Forty years later, Bucky Dent, Mike Torrez still talking about the home run  | Newsday

Great Baseball Moments: Red Sox fans and Yankee haters -[count me in that group] will not even 43 years later consider this a ‘great moment’- but especially for Red Sox fans of a certain age it has to be a painful memory.

On July 14th the Red Sox enjoyed a 14 game lead on the Yankees. The World Champion Yankees had suffered from many injuries and on the field and off the field issues. Fiery Billy Martin had been fired and replaced by laid back Bob Lemon. Things then started to change- the rest of the season- the Yankees caught fire going 52-21 over the last 73 games. The Red Sox meanwhile were just playing over .500 at 38-35 in the same period of time.

Going into the final day of the season- October 1- the Yankees had a 1 game lead. To force a playoffs the Red Sox had to win and the Yankees would have to lose to the lowly Indians. Believe it or not it happened- both teams finished the season with records of 99-63. There would be a one game playoff at Fenway Park the following afternoon.

I missed the first few innings of the game due to school [but I had my trusty transistor radio and ear plug with me to keep tabs on the game. Looking back I should have skipped school that day.] When I got home and turned the television on the game was approaching the middle innings and the Red Sox behind pitcher Mike Torrez enjoyed a 2-0 lead.

Top of the 7th -2 outs and 2 on and light hitting shortstop Bucky Dent -a good shortstop but a lifetime .247 hitter who was by no means a power threat came up to the plate. With the count of 1 ball and no strikes Dent fouls a ball off of his foot- which requires attention from the Yankee trainer. The bat boy also brings Dent out a new bat. Dent gets back in the batters box. Dent hits a ball that at first looks like just a routine fly to left field where Carl Yastrzemski was under it- certainly looked like the 3rd out. But the ball kept going and Yaz kept drifting back to the Green Monster. The ball disappears over the wall- 3 run home run. This would be the blow that really sunk the Red Sox. Their 2-0 was gone- they were now down 3-2. The Yanks would add another run in the 7th and one in the 8th for a 5-2 lead. In the 8th the Red Sox scored twice making it 5-4. The Red Sox in the bottom of the 9th rallied but with two outs and two runners on- Carl Yastrzemski popped up to Craig Nettles at third base and it was all over.

The two best teams in baseball had met -and the Yankees had won- they would go on to win the World Series. Bucky Dent an ordinary player- is now a part of baseball history and is remembered by Red Sox fans as Bucky F’in Dent. A most unlikely hero for the Yankees. The Curse of The Bambino would continue for 26 more seasons.


  1. I remember watching this and pulling for the Red Sox. I picked them as my favorite American League team. You are right though…they were the best two teams in baseball. I still cannot believe the Yankees came back that season. I do think as great as Martin was…if he would have remained their manager that particular year… they would not have done it.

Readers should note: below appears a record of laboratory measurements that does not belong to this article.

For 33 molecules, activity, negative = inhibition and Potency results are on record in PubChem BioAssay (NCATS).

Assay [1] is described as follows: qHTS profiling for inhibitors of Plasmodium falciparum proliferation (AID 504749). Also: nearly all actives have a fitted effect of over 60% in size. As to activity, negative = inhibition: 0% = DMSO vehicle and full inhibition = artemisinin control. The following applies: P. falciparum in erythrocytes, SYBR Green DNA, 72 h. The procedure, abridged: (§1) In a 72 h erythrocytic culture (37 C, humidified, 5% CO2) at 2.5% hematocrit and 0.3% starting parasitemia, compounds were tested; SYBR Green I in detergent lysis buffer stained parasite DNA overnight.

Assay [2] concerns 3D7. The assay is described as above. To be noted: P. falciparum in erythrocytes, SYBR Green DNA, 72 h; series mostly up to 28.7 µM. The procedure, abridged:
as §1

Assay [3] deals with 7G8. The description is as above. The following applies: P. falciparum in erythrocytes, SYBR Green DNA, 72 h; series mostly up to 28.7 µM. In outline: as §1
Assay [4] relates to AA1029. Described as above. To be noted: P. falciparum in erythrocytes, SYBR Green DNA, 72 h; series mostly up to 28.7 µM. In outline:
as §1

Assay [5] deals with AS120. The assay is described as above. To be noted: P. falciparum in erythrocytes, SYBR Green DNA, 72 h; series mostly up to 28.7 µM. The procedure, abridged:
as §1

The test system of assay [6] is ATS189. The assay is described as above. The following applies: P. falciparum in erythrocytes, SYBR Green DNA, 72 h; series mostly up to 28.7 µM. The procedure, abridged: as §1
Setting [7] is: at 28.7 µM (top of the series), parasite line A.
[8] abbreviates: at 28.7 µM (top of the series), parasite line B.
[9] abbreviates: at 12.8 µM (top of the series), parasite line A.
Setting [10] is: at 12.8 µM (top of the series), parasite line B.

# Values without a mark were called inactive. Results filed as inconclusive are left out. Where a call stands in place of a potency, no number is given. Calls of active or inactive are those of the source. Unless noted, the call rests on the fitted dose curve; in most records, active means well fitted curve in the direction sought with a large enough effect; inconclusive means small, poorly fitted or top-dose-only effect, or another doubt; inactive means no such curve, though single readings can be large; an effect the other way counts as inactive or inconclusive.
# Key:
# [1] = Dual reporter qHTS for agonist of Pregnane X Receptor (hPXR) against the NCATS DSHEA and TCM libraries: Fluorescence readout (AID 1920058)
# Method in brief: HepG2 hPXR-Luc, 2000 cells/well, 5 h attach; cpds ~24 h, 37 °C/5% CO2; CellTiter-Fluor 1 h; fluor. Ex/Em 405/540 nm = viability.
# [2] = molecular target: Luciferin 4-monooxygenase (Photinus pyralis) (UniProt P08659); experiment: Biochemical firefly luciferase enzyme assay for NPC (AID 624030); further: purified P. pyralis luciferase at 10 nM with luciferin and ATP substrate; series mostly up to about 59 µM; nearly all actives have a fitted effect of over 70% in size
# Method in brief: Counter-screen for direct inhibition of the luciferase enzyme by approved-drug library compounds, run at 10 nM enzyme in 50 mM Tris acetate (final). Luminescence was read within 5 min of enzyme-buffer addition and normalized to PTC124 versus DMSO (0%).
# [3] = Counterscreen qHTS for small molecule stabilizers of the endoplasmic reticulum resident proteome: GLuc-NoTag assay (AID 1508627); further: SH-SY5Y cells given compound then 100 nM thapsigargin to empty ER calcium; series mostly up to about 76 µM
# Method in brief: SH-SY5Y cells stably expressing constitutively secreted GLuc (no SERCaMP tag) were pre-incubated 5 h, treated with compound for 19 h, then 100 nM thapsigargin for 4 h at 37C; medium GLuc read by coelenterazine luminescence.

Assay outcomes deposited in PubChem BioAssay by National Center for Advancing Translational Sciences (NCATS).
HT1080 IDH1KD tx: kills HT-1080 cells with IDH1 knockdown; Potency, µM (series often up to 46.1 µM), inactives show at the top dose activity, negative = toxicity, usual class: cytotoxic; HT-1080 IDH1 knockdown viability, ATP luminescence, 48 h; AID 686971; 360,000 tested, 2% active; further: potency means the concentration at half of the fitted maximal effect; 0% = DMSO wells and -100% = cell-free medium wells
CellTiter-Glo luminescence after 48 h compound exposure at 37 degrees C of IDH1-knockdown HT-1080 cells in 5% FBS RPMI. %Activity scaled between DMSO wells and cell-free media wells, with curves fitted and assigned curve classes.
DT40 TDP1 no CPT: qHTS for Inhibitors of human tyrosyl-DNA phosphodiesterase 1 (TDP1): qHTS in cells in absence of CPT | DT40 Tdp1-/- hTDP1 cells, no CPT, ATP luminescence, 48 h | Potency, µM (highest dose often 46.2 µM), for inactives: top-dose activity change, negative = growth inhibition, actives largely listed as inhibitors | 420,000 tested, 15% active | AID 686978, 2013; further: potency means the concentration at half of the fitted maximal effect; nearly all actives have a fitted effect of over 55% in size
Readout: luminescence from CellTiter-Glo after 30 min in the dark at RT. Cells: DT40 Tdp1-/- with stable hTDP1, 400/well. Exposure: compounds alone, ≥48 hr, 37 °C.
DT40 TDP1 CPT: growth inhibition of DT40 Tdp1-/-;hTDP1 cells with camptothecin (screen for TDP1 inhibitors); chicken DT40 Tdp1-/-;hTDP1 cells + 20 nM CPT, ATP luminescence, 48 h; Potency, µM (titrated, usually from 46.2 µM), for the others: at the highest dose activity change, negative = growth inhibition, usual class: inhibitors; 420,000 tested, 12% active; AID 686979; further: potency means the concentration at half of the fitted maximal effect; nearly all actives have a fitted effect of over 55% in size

• Things were out of control when Billy was axed- I agree – I think that drastic change from a fiery Martin to a laid back Lemon changed the course of the season. I don’t think that happens like that too often- the change in managers during the season doing much good but in this case….. I thought for sure in 1975 after the Sox lost in the series that that team would surely be back in another series… you just never know.

    • What is sad about Billy…he seemed like a decent guy until he drank…I guess that could be said about everyone. Sparky’s book really puts it in perspective…
      A little later on I read Graig Nettles book and it backed it up somewhat…but Sparky’s book is hard to beat.

    • From what I’ve read- Billy does seem like two people- very well liked by a lot of people- but just couldn’t handle the drink. He was a product of his times- its always seemed that they made a big deal about how Billy, Mickey and Whitey would carry on- but that certainly led to the early deaths of Billy and The Mick.

    • I agree… he was different people. He did have a paranoid streak in him that I think partly made him a great manager. He seemed to think everyone was after him.
      Mickey seem to always think he was going to die of the same disease his dad had… at least that is what I read on why he drank so much but like you said… it was probably just the times.

  2. I’m a Red Sox fan, but you can’t deny what a great moment it is when someone defies the odds and does something great!

  3. Bucky was a favorite when he was with the White Sox and a lot of people couldn’t understand why they traded him until Oscar Gamble became one of the South Side Hitmen in ’77 and Lamarr Hoyt helped the Sox win the AL West in ’83. And Dent was all it cost the White Sox…

    • I can recall when Dent first came up big things seemed to be expected of him- he had a fine career- of course for that one swing-he will be always remembered… that Sox team in 77 had to be a fun one to watch. A lot of hitting.

    • Oh, it was. Bob Lemon managed them in ’77 and part of ’78, by the way. Bill Veeck ran the Sox on a shoestring and had this idea to get superstars that were just about ready to go to free agency. In ’77 that was Gamble and Zisk and they almost pulled it off. Naturally, Zisk and Gamble were gone the next year and he tried the same thing with Bobby Bonds, and it did not work well, so he traded Bonds and fired Lemon. That’s when the Yankees signed him…

    • The Pirates and Sox -made that trade of players who lasted just one year before free agency which helped both teams- Gossage and Forester for Zisk- helped both teams that season–what a bullpen the Pirates had that year.

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